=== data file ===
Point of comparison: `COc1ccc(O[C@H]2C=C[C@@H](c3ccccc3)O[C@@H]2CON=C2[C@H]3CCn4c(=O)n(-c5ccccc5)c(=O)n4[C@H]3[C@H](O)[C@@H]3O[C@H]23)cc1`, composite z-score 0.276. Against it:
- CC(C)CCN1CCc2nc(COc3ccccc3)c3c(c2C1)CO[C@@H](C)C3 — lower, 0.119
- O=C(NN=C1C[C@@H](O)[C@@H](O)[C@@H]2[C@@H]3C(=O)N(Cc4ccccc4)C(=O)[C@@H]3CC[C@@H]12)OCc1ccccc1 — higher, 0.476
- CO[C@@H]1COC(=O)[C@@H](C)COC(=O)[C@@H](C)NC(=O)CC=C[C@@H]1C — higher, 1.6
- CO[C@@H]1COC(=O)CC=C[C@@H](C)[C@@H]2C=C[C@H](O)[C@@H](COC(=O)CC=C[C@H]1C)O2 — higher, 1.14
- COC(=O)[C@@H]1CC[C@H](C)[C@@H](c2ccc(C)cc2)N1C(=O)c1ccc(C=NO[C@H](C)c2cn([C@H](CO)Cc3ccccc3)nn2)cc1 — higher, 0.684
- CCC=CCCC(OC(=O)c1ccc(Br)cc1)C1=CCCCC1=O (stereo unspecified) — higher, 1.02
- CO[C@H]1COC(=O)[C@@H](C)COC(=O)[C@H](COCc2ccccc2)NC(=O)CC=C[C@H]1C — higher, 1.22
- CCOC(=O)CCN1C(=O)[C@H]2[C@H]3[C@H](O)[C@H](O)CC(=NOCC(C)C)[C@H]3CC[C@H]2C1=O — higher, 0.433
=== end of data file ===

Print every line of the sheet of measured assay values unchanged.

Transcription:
Point of comparison: `COc1ccc(O[C@H]2C=C[C@@H](c3ccccc3)O[C@@H]2CON=C2[C@H]3CCn4c(=O)n(-c5ccccc5)c(=O)n4[C@H]3[C@H](O)[C@@H]3O[C@H]23)cc1`, composite z-score 0.276. Against it:
- CC(C)CCN1CCc2nc(COc3ccccc3)c3c(c2C1)CO[C@@H](C)C3 — lower, 0.119
- O=C(NN=C1C[C@@H](O)[C@@H](O)[C@@H]2[C@@H]3C(=O)N(Cc4ccccc4)C(=O)[C@@H]3CC[C@@H]12)OCc1ccccc1 — higher, 0.476
- CO[C@@H]1COC(=O)[C@@H](C)COC(=O)[C@@H](C)NC(=O)CC=C[C@@H]1C — higher, 1.6
- CO[C@@H]1COC(=O)CC=C[C@@H](C)[C@@H]2C=C[C@H](O)[C@@H](COC(=O)CC=C[C@H]1C)O2 — higher, 1.14
- COC(=O)[C@@H]1CC[C@H](C)[C@@H](c2ccc(C)cc2)N1C(=O)c1ccc(C=NO[C@H](C)c2cn([C@H](CO)Cc3ccccc3)nn2)cc1 — higher, 0.684
- CCC=CCCC(OC(=O)c1ccc(Br)cc1)C1=CCCCC1=O (stereo unspecified) — higher, 1.02
- CO[C@H]1COC(=O)[C@@H](C)COC(=O)[C@H](COCc2ccccc2)NC(=O)CC=C[C@H]1C — higher, 1.22
- CCOC(=O)CCN1C(=O)[C@H]2[C@H]3[C@H](O)[C@H](O)CC(=NOCC(C)C)[C@H]3CC[C@H]2C1=O — higher, 0.433